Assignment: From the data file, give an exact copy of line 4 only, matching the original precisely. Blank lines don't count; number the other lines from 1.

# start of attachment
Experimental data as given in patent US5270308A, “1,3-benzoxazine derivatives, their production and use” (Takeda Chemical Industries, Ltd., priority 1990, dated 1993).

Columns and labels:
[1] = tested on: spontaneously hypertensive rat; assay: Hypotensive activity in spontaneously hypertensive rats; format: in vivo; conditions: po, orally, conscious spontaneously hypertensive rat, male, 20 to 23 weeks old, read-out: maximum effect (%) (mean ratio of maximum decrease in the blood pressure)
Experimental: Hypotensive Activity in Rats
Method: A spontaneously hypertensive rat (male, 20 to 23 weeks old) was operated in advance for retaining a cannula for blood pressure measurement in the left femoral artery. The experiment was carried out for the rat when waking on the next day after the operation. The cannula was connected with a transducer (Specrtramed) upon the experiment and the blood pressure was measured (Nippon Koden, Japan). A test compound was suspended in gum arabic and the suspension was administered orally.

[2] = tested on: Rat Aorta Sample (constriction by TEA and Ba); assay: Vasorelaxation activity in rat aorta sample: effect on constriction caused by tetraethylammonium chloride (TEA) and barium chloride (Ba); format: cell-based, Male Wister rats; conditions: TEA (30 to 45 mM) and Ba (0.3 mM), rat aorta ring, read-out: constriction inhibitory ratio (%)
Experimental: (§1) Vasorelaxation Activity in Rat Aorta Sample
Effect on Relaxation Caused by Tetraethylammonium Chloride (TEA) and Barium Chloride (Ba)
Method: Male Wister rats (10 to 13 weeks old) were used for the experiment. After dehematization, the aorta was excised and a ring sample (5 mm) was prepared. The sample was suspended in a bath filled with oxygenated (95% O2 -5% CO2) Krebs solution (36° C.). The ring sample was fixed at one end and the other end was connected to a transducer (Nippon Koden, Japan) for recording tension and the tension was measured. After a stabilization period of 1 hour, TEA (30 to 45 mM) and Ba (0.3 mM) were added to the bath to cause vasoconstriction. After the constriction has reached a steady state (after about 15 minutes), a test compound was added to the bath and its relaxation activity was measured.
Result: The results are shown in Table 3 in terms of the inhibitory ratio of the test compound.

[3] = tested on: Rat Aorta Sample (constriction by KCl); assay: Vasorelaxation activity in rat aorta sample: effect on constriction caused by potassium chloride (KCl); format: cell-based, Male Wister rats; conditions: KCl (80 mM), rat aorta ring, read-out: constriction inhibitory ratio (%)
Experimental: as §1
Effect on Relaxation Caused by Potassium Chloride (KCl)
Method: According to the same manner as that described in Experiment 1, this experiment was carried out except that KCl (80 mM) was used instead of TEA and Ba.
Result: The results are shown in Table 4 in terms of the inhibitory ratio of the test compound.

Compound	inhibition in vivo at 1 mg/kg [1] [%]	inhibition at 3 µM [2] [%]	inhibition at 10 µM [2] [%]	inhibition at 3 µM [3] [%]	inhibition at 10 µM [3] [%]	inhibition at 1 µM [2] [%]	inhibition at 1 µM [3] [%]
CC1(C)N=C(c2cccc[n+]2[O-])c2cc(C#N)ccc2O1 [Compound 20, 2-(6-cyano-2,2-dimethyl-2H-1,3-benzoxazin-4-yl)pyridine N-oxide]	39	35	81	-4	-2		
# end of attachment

Experimental: Hypotensive Activity in Rats